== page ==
What science is pretty good at ruling out is the so-called "God of the gaps"—the traditional way of invoking God whenever there's something in science that we haven't figured out. The problem is, once we figure it out, that particular invocation of God is no longer necessary; it gets pushed to the side. So that's a recipe for God getting squeezed to the margins. But if you don't view God as the reservoir of temporary answers to issues we haven't solved scientifically, but rather as some overarching structure within which science takes place, and if that makes you happy and satisfied, so be it. I don't see the need for that; others do.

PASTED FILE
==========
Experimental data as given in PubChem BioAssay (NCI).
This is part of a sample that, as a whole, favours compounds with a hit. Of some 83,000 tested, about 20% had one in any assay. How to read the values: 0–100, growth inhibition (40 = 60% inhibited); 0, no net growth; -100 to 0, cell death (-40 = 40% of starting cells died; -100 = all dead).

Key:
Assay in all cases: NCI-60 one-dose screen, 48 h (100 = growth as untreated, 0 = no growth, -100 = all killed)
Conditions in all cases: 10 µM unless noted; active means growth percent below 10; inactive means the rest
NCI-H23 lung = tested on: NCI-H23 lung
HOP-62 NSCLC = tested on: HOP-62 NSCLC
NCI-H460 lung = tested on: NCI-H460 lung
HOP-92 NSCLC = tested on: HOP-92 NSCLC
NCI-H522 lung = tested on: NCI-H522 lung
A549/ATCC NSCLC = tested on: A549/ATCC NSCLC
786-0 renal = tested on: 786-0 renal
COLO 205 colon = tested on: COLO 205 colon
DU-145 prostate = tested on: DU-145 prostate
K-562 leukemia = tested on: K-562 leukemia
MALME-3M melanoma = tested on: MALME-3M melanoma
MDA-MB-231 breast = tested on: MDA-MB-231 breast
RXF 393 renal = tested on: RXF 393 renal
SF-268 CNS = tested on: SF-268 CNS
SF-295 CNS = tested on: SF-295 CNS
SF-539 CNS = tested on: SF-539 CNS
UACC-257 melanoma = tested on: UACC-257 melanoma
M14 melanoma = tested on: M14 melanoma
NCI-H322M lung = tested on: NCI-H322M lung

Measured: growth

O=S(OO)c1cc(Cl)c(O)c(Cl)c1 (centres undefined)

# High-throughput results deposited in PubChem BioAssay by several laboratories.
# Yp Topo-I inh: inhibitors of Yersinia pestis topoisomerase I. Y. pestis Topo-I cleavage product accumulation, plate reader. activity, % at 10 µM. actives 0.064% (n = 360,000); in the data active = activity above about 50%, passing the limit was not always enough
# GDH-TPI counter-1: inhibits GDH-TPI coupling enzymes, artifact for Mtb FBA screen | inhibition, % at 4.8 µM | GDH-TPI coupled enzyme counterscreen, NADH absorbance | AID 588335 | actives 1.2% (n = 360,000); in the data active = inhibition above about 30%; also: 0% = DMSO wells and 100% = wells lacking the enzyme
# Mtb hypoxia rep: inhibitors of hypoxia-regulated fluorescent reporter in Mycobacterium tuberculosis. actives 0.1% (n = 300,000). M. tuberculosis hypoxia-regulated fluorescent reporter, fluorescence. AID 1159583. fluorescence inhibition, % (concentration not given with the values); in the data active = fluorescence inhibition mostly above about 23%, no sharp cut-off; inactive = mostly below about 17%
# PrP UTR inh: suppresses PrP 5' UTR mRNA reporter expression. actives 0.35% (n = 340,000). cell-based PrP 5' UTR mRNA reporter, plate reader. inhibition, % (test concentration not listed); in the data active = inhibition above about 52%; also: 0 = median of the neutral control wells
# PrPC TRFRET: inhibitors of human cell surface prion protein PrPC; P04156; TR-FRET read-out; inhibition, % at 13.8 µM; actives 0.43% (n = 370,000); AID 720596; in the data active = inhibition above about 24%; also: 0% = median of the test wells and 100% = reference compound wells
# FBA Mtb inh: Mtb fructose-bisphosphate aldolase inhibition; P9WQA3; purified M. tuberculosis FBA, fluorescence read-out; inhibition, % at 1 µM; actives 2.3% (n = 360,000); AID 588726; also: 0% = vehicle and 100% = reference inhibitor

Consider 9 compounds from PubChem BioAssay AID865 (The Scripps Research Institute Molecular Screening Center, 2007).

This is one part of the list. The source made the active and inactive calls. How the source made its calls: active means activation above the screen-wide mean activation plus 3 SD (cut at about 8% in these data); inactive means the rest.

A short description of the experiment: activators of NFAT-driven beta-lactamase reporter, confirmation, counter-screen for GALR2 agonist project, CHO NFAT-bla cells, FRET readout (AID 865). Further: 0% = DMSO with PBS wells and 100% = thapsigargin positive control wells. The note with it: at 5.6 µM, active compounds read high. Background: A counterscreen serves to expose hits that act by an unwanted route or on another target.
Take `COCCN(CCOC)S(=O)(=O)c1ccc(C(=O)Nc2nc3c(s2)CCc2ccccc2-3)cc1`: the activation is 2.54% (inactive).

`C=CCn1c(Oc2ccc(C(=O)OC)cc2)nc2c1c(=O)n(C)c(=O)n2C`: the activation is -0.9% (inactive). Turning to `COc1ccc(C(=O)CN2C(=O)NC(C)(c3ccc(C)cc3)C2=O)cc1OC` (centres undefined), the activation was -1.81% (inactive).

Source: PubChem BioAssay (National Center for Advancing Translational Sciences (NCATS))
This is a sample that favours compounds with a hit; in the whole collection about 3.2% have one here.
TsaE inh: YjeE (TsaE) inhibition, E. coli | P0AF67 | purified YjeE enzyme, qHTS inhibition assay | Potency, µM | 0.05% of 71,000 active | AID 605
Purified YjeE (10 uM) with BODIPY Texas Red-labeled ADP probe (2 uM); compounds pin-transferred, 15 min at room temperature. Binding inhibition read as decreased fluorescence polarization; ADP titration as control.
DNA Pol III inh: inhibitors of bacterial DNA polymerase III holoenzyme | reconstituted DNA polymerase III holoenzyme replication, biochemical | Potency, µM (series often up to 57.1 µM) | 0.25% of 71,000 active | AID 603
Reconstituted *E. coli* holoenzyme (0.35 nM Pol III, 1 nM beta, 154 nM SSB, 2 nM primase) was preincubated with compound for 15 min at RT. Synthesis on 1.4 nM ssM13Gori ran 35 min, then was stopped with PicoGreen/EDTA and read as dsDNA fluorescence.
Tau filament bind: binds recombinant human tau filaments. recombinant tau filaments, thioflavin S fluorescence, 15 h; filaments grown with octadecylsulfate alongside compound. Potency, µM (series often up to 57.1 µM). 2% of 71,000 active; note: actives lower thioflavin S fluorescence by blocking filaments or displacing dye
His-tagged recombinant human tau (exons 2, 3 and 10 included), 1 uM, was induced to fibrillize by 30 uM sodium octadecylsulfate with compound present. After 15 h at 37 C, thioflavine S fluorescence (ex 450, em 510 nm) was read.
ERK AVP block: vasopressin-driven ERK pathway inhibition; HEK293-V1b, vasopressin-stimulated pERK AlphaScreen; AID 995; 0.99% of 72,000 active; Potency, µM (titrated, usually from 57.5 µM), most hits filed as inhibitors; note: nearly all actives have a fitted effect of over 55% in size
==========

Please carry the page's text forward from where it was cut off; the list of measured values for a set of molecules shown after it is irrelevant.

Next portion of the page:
Do you think there are limits to how much we can know about the universe?
I don't know. I'd like to think that there aren't, but I suspect that's a little optimistic. An analogy that's used in the NOVA program that I'm quite fond of is: We are certainly aware of intelligent beings on this planet whose capacity to understand the deep laws of the universe is limited. No matter how hard you try to teach your cat general relativity, you're going to fail. There we have an example of an intelligent living being that will never know this kind of truth about the way the world is put together. Why in the world should we be any different? We can certainly go further than cats, but why should it be that our brains are somehow so suited to the universe that our brains will be able to understand the deepest workings?
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